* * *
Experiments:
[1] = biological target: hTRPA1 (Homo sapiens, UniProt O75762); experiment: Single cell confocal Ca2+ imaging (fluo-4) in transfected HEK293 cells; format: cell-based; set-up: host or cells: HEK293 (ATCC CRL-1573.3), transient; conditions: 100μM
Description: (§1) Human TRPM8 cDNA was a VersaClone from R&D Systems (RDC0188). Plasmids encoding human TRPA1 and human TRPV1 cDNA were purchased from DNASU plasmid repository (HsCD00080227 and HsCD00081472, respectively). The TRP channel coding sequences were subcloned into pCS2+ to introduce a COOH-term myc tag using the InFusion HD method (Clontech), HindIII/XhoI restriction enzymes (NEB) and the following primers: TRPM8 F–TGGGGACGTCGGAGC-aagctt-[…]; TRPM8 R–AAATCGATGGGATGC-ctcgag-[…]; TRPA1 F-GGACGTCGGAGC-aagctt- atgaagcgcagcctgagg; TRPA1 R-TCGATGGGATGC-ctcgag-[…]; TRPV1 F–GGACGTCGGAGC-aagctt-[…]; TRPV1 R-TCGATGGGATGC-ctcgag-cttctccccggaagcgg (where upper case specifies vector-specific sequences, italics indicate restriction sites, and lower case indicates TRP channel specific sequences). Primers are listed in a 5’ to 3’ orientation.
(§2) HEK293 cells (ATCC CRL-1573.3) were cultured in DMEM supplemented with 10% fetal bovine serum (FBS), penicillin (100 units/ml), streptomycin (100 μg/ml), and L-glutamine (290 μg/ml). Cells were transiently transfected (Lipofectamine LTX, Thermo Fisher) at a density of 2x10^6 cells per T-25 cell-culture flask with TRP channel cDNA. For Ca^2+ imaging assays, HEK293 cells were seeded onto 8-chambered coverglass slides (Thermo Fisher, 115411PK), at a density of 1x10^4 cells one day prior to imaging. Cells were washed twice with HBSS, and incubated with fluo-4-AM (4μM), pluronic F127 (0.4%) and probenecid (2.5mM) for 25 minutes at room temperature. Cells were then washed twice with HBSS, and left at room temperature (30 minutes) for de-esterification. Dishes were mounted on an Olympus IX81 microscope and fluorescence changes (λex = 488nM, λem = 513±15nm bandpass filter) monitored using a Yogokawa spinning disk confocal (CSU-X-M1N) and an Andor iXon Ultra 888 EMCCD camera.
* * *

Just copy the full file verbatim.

Experiments:
[1] = biological target: hTRPA1 (Homo sapiens, UniProt O75762); experiment: Single cell confocal Ca2+ imaging (fluo-4) in transfected HEK293 cells; format: cell-based; set-up: host or cells: HEK293 (ATCC CRL-1573.3), transient; conditions: 100μM
Description: (§1) Human TRPM8 cDNA was a VersaClone from R&D Systems (RDC0188). Plasmids encoding human TRPA1 and human TRPV1 cDNA were purchased from DNASU plasmid repository (HsCD00080227 and HsCD00081472, respectively). The TRP channel coding sequences were subcloned into pCS2+ to introduce a COOH-term myc tag using the InFusion HD method (Clontech), HindIII/XhoI restriction enzymes (NEB) and the following primers: TRPM8 F–TGGGGACGTCGGAGC-aagctt-[…]; TRPM8 R–AAATCGATGGGATGC-ctcgag-[…]; TRPA1 F-GGACGTCGGAGC-aagctt- atgaagcgcagcctgagg; TRPA1 R-TCGATGGGATGC-ctcgag-[…]; TRPV1 F–GGACGTCGGAGC-aagctt-[…]; TRPV1 R-TCGATGGGATGC-ctcgag-cttctccccggaagcgg (where upper case specifies vector-specific sequences, italics indicate restriction sites, and lower case indicates TRP channel specific sequences). Primers are listed in a 5’ to 3’ orientation.
(§2) HEK293 cells (ATCC CRL-1573.3) were cultured in DMEM supplemented with 10% fetal bovine serum (FBS), penicillin (100 units/ml), streptomycin (100 μg/ml), and L-glutamine (290 μg/ml). Cells were transiently transfected (Lipofectamine LTX, Thermo Fisher) at a density of 2x10^6 cells per T-25 cell-culture flask with TRP channel cDNA. For Ca^2+ imaging assays, HEK293 cells were seeded onto 8-chambered coverglass slides (Thermo Fisher, 115411PK), at a density of 1x10^4 cells one day prior to imaging. Cells were washed twice with HBSS, and incubated with fluo-4-AM (4μM), pluronic F127 (0.4%) and probenecid (2.5mM) for 25 minutes at room temperature. Cells were then washed twice with HBSS, and left at room temperature (30 minutes) for de-esterification. Dishes were mounted on an Olympus IX81 microscope and fluorescence changes (λex = 488nM, λem = 513±15nm bandpass filter) monitored using a Yogokawa spinning disk confocal (CSU-X-M1N) and an Andor iXon Ultra 888 EMCCD camera.